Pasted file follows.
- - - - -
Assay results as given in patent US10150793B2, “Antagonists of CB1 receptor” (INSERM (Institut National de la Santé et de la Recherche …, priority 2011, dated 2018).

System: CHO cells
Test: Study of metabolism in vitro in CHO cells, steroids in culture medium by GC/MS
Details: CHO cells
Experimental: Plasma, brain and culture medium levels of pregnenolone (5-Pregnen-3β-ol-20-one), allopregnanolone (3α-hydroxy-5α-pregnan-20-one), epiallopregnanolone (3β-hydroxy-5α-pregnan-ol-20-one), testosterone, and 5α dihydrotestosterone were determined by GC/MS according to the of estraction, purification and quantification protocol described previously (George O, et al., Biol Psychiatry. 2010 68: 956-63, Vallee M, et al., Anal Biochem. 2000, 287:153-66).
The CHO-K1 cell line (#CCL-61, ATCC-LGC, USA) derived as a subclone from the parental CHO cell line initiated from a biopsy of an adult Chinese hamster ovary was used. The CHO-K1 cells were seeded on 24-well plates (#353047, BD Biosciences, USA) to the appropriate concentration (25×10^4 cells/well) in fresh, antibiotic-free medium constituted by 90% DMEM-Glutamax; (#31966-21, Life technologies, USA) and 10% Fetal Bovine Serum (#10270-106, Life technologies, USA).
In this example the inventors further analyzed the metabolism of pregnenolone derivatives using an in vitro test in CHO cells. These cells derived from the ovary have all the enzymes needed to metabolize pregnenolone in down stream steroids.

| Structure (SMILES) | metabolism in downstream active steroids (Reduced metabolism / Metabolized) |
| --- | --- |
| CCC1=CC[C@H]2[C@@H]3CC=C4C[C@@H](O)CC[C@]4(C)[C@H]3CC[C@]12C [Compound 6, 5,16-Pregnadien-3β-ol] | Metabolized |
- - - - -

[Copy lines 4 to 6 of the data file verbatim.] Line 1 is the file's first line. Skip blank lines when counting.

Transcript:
Details: CHO cells
Experimental: Plasma, brain and culture medium levels of pregnenolone (5-Pregnen-3β-ol-20-one), allopregnanolone (3α-hydroxy-5α-pregnan-20-one), epiallopregnanolone (3β-hydroxy-5α-pregnan-ol-20-one), testosterone, and 5α dihydrotestosterone were determined by GC/MS according to the of estraction, purification and quantification protocol described previously (George O, et al., Biol Psychiatry. 2010 68: 956-63, Vallee M, et al., Anal Biochem. 2000, 287:153-66).
The CHO-K1 cell line (#CCL-61, ATCC-LGC, USA) derived as a subclone from the parental CHO cell line initiated from a biopsy of an adult Chinese hamster ovary was used. The CHO-K1 cells were seeded on 24-well plates (#353047, BD Biosciences, USA) to the appropriate concentration (25×10^4 cells/well) in fresh, antibiotic-free medium constituted by 90% DMEM-Glutamax; (#31966-21, Life technologies, USA) and 10% Fetal Bovine Serum (#10270-106, Life technologies, USA).